mother and father with their son

In my last post, I broke down the misconception that your organization is competing for employees with places like McDonald’s because of similar pay.

Developmental disability organizations often added to that concern.

What I heard was, “We’re competing with McDonald’s. The pay is similar, and you’re not responsible for someone’s life.

That’s 100% true.

You’re not responsible for someone’s life when working behind a cash register or stocking shelves.

So given the similar pay and far greater responsibility…

Are applicants scared away from working as Direct Support Professionals?

Yes, some are.

And that is NOT a bad thing.

This job is not for everyone. Caring for a person with developmental disabilities requires more.

Who wants this high level of responsibility?

Want a great example of people who accept lots of responsibility?


What comes with parenthood?

  • Less sleep.
  • Less free time.
  • Less money.
  • Less personal space.
  • Changing lots of diapers.

And that’s only a few things people know before being a parent.

Many people still want to be a parent.

Why do some people seek out these challenges?

If you’re a parent, you’re probably nodding your head and disagreeing with the list above at the same time.

The list above is limited to surface level stuff.

There’s so much more that comes with being a parent.

  • Hearing, “I love you.”
  • Getting a hug at the end of a hard day.
  • Seeing your child accomplish something new.
  • Just sitting quietly together.
  • Their smile.

Taking on the responsibility of caring for another person is an opportunity. It’s the opportunity to make a significant difference in a life.

So how should you talk about the responsibility of a DSP?

You don’t want to gloss over it and present it as an easy job.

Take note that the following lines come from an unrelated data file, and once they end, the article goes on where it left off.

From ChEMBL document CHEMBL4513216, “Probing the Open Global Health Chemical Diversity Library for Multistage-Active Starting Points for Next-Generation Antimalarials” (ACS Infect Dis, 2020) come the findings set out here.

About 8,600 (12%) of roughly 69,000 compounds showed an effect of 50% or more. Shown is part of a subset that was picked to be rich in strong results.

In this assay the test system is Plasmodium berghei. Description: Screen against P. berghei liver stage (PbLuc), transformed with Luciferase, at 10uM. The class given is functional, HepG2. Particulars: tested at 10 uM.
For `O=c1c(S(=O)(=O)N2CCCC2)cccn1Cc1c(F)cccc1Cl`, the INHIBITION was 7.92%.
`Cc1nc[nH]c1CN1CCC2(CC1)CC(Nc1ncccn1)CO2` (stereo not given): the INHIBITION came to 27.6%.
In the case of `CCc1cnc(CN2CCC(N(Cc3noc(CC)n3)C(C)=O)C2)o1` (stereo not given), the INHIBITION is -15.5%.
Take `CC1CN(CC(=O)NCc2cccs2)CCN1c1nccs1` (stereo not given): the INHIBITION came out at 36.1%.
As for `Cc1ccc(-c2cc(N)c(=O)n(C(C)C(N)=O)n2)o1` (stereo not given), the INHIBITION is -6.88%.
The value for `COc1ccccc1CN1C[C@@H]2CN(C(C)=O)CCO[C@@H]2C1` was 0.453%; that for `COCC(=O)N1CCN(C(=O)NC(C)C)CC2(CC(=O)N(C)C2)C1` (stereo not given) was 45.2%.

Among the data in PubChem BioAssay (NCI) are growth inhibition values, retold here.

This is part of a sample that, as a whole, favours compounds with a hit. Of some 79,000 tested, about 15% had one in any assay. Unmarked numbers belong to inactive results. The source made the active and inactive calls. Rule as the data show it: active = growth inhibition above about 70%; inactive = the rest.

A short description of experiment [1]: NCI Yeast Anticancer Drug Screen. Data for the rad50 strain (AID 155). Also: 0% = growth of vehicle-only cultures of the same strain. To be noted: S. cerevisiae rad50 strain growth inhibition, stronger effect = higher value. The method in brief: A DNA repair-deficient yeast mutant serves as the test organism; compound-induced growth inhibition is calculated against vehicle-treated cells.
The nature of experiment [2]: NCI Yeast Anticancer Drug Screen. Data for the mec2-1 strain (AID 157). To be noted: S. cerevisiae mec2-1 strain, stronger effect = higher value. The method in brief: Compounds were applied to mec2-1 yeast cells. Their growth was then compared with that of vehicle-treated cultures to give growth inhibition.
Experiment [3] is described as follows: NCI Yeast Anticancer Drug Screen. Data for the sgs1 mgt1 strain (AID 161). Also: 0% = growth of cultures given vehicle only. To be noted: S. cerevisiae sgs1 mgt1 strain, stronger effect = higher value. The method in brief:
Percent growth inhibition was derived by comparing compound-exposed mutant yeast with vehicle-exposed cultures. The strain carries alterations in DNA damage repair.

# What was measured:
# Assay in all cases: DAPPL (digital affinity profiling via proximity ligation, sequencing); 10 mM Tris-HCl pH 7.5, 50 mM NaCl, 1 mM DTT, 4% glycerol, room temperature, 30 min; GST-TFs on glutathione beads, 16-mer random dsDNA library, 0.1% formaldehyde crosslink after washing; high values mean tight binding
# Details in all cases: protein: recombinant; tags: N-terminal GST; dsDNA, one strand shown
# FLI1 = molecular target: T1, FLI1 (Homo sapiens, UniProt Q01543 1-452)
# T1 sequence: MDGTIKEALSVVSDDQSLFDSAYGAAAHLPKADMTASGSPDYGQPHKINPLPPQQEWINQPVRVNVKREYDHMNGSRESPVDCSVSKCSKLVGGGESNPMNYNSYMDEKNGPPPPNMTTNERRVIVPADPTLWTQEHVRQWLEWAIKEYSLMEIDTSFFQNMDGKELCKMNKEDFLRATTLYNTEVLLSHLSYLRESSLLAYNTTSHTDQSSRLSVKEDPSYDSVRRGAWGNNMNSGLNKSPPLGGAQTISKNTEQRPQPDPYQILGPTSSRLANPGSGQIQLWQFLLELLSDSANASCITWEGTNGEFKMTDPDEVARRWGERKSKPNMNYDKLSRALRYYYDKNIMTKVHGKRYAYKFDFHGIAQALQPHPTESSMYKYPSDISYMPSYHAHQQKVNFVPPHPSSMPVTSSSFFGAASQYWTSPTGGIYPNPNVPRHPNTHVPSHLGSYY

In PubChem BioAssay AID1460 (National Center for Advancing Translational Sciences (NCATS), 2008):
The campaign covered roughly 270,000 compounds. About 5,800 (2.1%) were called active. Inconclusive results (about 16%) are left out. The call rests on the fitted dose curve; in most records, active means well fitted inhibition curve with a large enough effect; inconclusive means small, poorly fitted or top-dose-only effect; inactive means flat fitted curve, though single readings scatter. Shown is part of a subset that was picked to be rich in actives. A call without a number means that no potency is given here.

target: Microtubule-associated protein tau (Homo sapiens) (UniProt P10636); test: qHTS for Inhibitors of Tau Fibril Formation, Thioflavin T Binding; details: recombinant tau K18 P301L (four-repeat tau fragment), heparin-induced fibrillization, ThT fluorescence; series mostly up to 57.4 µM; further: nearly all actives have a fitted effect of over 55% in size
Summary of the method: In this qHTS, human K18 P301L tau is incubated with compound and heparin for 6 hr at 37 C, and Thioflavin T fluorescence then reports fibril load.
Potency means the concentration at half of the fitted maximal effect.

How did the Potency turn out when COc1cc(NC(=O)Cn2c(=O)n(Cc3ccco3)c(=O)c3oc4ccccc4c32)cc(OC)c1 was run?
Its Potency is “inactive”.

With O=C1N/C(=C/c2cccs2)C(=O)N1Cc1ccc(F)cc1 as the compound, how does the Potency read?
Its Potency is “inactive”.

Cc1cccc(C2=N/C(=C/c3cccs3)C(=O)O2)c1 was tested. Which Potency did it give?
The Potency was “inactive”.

You also don’t want to overemphasize the challenges and make the job sound like there’s nothing good.

Talk about it the same way your DSPs do.

In talking with great DSPs, I haven’t heard anyone speak negatively about any part of the job.

I’ve asked them about the challenging parts, but they don’t dwell on them.

Instead, the best Direct Support Professionals quickly turn the conversation to how rewarding the work is. They share how caring for a person with DD has taught them more about love and patience. This work has made them a better person and parent.

The people they care for become family for them.

Is that a responsibility? Absolutely—but the best DSPs focus on the opportunities.

Just ask your Direct Support Professionals how a person with DD impacted them.

You’ll see their faces light up as they share how the work has changed them. They feel they get as much or more than they give.

That’s what you should share.

Don’t you owe it to future DSPs to share those stories with them?

Please don’t shy away from the responsibility that comes with the job. Your best DSPs don’t.

Blitz Media Design helps DD nonprofits save money and get their time back by attracting and retaining more DSPs with simple web tools and process consulting.